Friday, April 27, 2007

"Why CAB?" Webinar Feedback

Our "Why CAB?" webinar had tremendous attendance. One hundred twenty showed and people were still registering after it was over. Stay tuned for the link.

Meanwhile, there were many unanswered questions and comments of such general interest that I thought I'd respond here.

Q: The webinar addressed two distinct audiences - managers and architects - but it seemed to speak mostly to the manager. I'm an architect who recommends to management; I think it might have been better if you spoke more to the architect.

A: That's a great observation and a dilemma we suffered through. Although the webinar announcement clearly target the manager, promising to make the business case for CAB, we knew that most of the initial audience members would be architects.

In this webinar, we were trying to prepare architects to explain the business import of CAB to management. Architects tend to be good at speaking to each other - and not so hot at communicating with management. We hoped to arm the architect with material that managers could understand and find persuasive.

It isn't that managers are stupid. Rather, they are accustomed to technical staff proclaiming the "next great thing" without any business rational. They've heard too many hasty and unsubstantiated "better, cheaper, faster" arguments backed by incomprehensible techno-babble.

We made the "better, cheaper, faster" case to be sure. We hope we did so in a cogent fashion, supported by value points in CAB. We tried to explain the tangible substance of CAB - going beyond the marketecture - without dropping into the withering detail that architects crave and manager detest. We hope we made a case you can use with your management - one that speaks to their concerns without talking down.

We did not expect we could fully persuade the architect of CAB's merits; that's a project for another day. On the other hand, we tried to include enough developer meat to persuade the architect that CAB is worth a deeper look.

Q: What is the difference between SCSF and CAB?

A: I don't think we were as clear about this as we could have been. Let me try again.

CAB is an architectural layer for building composite applications with a user interface - with a "client" of some kind. That client could be a smart client, web client, or mobile client and each of these client types can be implemented with different UI technology. CAB is a foundation for building all of them.

You can think of SCSF - The Smart Client Software Factory - as a layer on top of CAB. While CAB is for any client application, SCSF targets "smart clients" in particular. There are parallel "software factories" - Web Client, Mobile Client - that target other client types.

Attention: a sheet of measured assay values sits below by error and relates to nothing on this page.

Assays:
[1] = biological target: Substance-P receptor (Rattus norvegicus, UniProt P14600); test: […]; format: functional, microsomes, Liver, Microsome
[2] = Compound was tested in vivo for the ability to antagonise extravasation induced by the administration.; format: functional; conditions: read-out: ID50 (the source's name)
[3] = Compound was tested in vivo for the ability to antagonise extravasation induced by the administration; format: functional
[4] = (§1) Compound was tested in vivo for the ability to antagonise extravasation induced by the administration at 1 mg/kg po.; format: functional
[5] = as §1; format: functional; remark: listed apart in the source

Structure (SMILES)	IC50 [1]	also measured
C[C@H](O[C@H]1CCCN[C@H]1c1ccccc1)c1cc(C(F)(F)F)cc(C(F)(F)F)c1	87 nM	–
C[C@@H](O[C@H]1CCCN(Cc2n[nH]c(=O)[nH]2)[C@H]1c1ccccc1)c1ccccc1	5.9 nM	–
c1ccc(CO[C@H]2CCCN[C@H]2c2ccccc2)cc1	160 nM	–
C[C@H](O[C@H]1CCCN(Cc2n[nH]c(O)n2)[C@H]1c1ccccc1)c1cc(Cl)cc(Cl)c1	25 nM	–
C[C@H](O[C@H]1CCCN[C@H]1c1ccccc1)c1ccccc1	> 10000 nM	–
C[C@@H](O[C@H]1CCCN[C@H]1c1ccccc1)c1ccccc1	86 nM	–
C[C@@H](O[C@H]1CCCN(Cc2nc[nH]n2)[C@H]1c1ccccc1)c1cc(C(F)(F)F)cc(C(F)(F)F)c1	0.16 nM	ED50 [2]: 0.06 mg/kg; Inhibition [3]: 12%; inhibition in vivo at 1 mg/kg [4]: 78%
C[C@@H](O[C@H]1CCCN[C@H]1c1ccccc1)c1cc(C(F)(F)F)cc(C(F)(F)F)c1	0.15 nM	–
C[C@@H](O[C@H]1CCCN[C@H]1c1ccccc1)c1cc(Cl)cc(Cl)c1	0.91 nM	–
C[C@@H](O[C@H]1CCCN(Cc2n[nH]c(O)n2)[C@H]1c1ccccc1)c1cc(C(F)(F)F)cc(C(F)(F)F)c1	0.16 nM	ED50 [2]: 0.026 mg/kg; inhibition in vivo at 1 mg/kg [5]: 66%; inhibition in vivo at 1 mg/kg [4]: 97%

The other key difference is that CAB is just code while SCSF is a "software factory".

Code is something you can take and use. A "software factory" has loftier goals. It provides not just code but all kinds of artifacts (e.g., documentation). Moreover, many of these artifacts are generated on-the-fly according to "recipes" devised by application architects (people like you and me). Executing recipes typically present a wizard; the developer answers the wizard questions and the recipe generates the artifacts.

The application architect can build his or her own recipes and, thereby, direct the development process, guiding application development along well-prepared paths that promise the speed and quality characteristics we expect of a "factory" process.

One final - and crucial - point: you can use CAB without SCSF; you cannot use SCSF without CAB.

Q: Can you recommend something to read about CAB/SCSF?

A: We took a stab at this in the webinar. It's not as easy to read about CAB as it should be. For the most part, you have to poke around in many places and cobble together your own training course.

The place to start is the Microsoft Patterns and Practices site:

Take the time to read the help files for both CAB and SCSF. I like help files (.chm files) for getting an answer to a question but I prefer reading the printed word if I'm going to cover a large subject. One of our clients printed and bound the CAB help files ... and I am supremely grateful. I suggest you take the time to do the same.

The best whitepaper to my knowledge is Mario Szpuszta's Raiffeisen Bank whitepaper.

David Platt is writing a book, due this summer, and is touring the country with his seminars. I have not been to one myself but I know someone who has and he thought is was very good. I read a few of the page's from David's handouts and they looked darn good to me as well.

There was an article about CAB in the September 2006 issue of MSDN magazine. Be advised: this is not a good introduction to CAB. I found it impenetrable when I first read it; it makes much more sense to me now. Read it after you have a little experience.

At my company, IdeaBlade, we are promoting "The Cabana Project" as a vehicle to learn CAB. It consists of a reference application, training classes, and training materials that show you how to marry CAB and our DevForce product. We're light on the explanatory materials at the moment but that will be changing shortly. Check it out.